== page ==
An "Underground Railroad" for Patented Drugs?
18th was the 150th anniversary of an infamous Act. In 1850, Congress passed the
Fugitive Slave Act, making the federal government responsible for tracking down
escaped slaves in the North and sending them back to slavery. The Act galvanized
anti-slavery opinion and contributed to the development of the "Underground
Railroad" to assist passage to safety in Canada. In turn, the Underground
Railroad emboldened the Abolitionist movement, strengthening the belief that
slavery could be imminently destroyed.
a "lame duck" session after the November 1994 election, Congress
passed legislation creating the World Trade Organization, including the
controversial "TRIPS" Agreement that extended the length of U.S.
patents to 20 years and made this an international standard. This made the
federal government responsible for tracking down countries that promote generic
drugs and punishing them. Just as the Southern slaveholders insisted that
Congress extend their "property rights" to the North, so the
pharmaceutical companies demanded that the U.S. government act to guarantee them
monopoly profits overseas.
each case Congress acted to strengthen the legal protection for a "property
right." In each case the "property right" was one which public
opinion justifiably held to be fundamentally immoral, and contrary to the
fundamental human right to life and liberty.
Gore and George Bush have plans for extending insurance coverage for
prescription drugs. Neither plan directly addresses the fundamental problem: the
price gouging by pharmaceutical companies enabled by our current system of
granting long patents - monopolies - to pharmaceutical companies for life-
plan comes much closer, and that's why the pharmaceutical companies are against
it. They fear that if a prescription drug benefit were added directly to
Medicare, Medicare could use its bargaining power to force down the prices paid
for prescription drugs.
Washington Post reports that the Office of Personnel Management cancelled a
project for providing prescription drugs at discount prices to federal law
enforcement officers after Merck and Pfizer refused to participate. Merck and
Pfizer say the health plan for law enforcement officers is not a federal
government agency so they should not have to give it the same discounts as it
gives the federal government. The OPM notes that prescription drug costs make up
more than 25 percent of the cost of health care in the Federal Employees Health
says he's against the prescription benefit for Medicare because it would
increase "Big Government" and people should be "free to
choose" by getting tax subsidies to help them purchase coverage in the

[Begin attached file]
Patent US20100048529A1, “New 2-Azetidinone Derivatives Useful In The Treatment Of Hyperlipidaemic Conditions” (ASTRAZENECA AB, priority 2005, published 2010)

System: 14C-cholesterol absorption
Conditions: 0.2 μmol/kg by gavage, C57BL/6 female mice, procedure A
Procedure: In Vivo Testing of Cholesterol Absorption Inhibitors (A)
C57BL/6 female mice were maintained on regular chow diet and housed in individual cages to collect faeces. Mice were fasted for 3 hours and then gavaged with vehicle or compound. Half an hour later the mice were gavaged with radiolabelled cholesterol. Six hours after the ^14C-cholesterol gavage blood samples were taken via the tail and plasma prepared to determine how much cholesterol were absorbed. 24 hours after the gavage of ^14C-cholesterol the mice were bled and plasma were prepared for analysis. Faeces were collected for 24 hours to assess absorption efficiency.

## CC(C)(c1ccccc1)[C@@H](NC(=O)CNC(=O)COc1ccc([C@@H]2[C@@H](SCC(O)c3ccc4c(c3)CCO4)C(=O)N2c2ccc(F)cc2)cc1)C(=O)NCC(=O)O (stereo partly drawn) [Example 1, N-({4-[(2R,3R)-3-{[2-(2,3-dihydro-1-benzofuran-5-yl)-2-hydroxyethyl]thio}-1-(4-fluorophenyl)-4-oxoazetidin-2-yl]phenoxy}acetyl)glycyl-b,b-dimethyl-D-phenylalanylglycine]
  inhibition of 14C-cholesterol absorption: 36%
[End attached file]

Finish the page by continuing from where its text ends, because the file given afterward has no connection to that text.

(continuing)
market. But what he really opposes is the government using its market power to
drive down prices for consumers.
rhetoric is hollow when one considers how the federal government is already
intervening in the market. The federal government pays for the research that
develops many drugs, it gives the drugs to pharmaceutical companies, then allows
them to patent the drugs, giving the companies a monopoly and protecting them
it's fine, according to Bush, if Big Government intervenes in the market to
subsidize pharmaceutical companies through federally funded research; it's fine
if Big Government intervenes in the market again through patents to protect drug
companies from competition from generics, thus driving up prices and industry
profits, but if the government intervenes to drive down prices with its
purchasing power it's Big Brother.
the case of the anti-ovarian cancer drug Taxol, the U.S. spent millions of
dollars on research, gave exclusive marketing rights to Bristol-Myers Squibb,
and then on behalf of BMS threatened South Africa with trade sanctions under the
WTO for licensing a generic competitor to Taxol.
abuse is not only a problem with prescription drugs. In a case going before the
Supreme Court, UNOCAL was granted a patent for a "process" which was
basically the writing down of a government regulation for cleaner gasoline. This
absurd patent has driven up gas prices.
because access to essential medicines, particularly in poor countries in Africa
and elsewhere, is a life-and-death issue, this would be a good place to start
reforming our patent law. While Congress kowtows to the pharmaceutical industry,
let us consider an "Underground Railroad" for the international and
domestic distribution of patented drugs.
Robert Naiman Senior Policy Analyst Center for Economic and Policy Research